Electronics > RF, Microwave, Ham Radio

Bandwidth VS Power VS Distance

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rhb:
FWIW 

If you're coming to FDIM I've organized a SIG meeting on CCW/QRSS/DSSS.

I'll start the meeting with a 10 minute review of Fourier theory in graphical form to make certain everyone is using the same terminology.  No equations more complex than vector addition and multiplication.  The messy stuff will simply be sketches of the time and frequency domain results.

There are 3 relevant parameters, signal BW, data rate and ERP.  I usually state this as time, BW and ERP.  To avoid having 2 BWs, data and signal, I substitute the inverse of the data rate in the form of symbol duration time.

I'm working on algorithms to implement antipodal transfer of a 2 kB message transfer at << 1 W ERP overnight.  However, primary SIG focus will be CCW/QRSS.

I'm presenting pieces of this in the qex@groups.io list.  Please join if you're interested.

Have Fun!
Reg

radiolistener:

--- Quote from: Foxxz on April 13, 2024, 05:09:44 am ---You have a 100W transmitter. You transmit a 100Hz wide signal. I feel like the amplitude is 1W/Hz and your signal strength is strong and should go further than say...
You have a 100W transmitter. You transmit a 1,000,000Hz wide signal. I feel like the amplitude is 0.0001W/Hz and your signal strength is weaker overall for the same distance.
--- End quote ---

yes, the signal power is spread across signal bandwidth.
If you want to keep the same power for all frequencies within more wide bandwidth, you're needs to increase power.


--- Quote from: Foxxz on April 13, 2024, 05:09:44 am ---Calculating RF path loss doesn't seem to take into account signal bandwidth. It says for a given distance/frequency/power both of those signals will attenuate the same (or thereabouts given the low/high frequency edges).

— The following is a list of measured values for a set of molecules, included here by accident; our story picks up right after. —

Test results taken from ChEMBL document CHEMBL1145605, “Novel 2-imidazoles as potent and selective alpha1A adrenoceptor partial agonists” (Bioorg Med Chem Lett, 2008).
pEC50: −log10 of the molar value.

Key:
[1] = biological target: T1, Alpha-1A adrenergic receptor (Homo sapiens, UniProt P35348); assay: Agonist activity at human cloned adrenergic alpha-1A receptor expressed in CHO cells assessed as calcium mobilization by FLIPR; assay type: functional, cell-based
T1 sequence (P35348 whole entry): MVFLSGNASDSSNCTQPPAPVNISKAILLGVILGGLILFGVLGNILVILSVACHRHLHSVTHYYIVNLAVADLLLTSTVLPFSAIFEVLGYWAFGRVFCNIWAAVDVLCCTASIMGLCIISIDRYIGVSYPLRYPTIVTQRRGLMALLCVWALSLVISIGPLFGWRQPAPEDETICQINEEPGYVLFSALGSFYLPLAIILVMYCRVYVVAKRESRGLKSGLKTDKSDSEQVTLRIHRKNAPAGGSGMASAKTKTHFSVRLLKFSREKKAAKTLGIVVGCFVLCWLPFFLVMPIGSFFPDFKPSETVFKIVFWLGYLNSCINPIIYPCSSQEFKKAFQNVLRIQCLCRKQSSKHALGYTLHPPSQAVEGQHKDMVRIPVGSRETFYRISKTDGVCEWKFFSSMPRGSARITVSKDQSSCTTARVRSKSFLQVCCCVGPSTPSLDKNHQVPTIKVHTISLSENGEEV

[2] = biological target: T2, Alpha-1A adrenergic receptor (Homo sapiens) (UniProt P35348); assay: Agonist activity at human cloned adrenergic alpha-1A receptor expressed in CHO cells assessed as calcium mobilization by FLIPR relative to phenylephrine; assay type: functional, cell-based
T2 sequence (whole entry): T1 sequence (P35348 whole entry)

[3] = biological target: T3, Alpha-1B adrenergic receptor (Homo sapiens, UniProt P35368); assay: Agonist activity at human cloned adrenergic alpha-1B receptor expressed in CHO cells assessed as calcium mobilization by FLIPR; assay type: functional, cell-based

--- End quote ---

The RF path calculation just estimates how power from isotropic radiator is reduced with distance. It is reduced because radiated power is spread across entire sphere surface all around isotropic radiator. For real antenna with some radiation pattern it just add some gain in the direction of the main lobe. Longer distance means more large sphere and as result the power received with fixed area receiver antenna will be less.

If you build receiver antenna as a sphere all around transmitter, the power loss on the receiver will be zero, because it will receive all radiated power independently on the distance between transmitter in the center and receiver sphere around it.  :)

As you can see, the signal bandwidth is not needed for RF path loss calculation.


--- Quote from: Foxxz on April 13, 2024, 05:09:44 am ---To get better receiver sensitivity do I need to narrow my receiver bandwidth?

--- End quote ---

Yes, the receiver sensitivity is limited with environment noise floor and noise figure of receiver RF frontend, but you can improve sensitivity by reducing bandwidth. This is possible, because noise power is spread across entire spectrum. So, if you reduce bandwidth, you're cutting part of noise power outside bandwidth of your interest. Since noise power is reduced, you're get better sensitivity. More narrow bandwidth means that you remove more noise power and get more high sensitivity. This is how processing gain works.

But there is a con of more narrow bandwidth - it means that you're needs more time to transmit the same amount of information, so it leads to smaller transmission speed.

Also more narrow bandwidth become more sensitive to precise tuning on exact frequency and requires more longer time to detect signal.


--- Quote from: Foxxz on April 13, 2024, 05:09:44 am ---Even given receiver/bandwidth sensitivity I just can't see how the signal attenuates the same no matter if the power is spread over 100Hz or 1,000,000Hz. Help me out here.

--- End quote ---

The signal attenuated because less power arrived on the same size antenna placed at longer distance. This is happens because radiated power is flying as a sphere from transmitter, so if you want to not loss signal power on longer distance, you're needs to use more large antenna to collect the same signal power. If you use antenna with the same effective surface, you will get smaller part of power.

See picture:


As you can see, the same power from transmitter is distributed across more large surface area at longer distance.

Signal bandwidth and carrier frequency doesn't matter here. When you calculate RF path loss, you're just calculate relation between two surface areas - for a sphere with radius equals to the specific distance and for receiver antenna.

When using antenna with high directivity, you can use the same calculations for entire sphere as used for isotropic radiator just apply antenna gain correction for transmitter power at specific direction.

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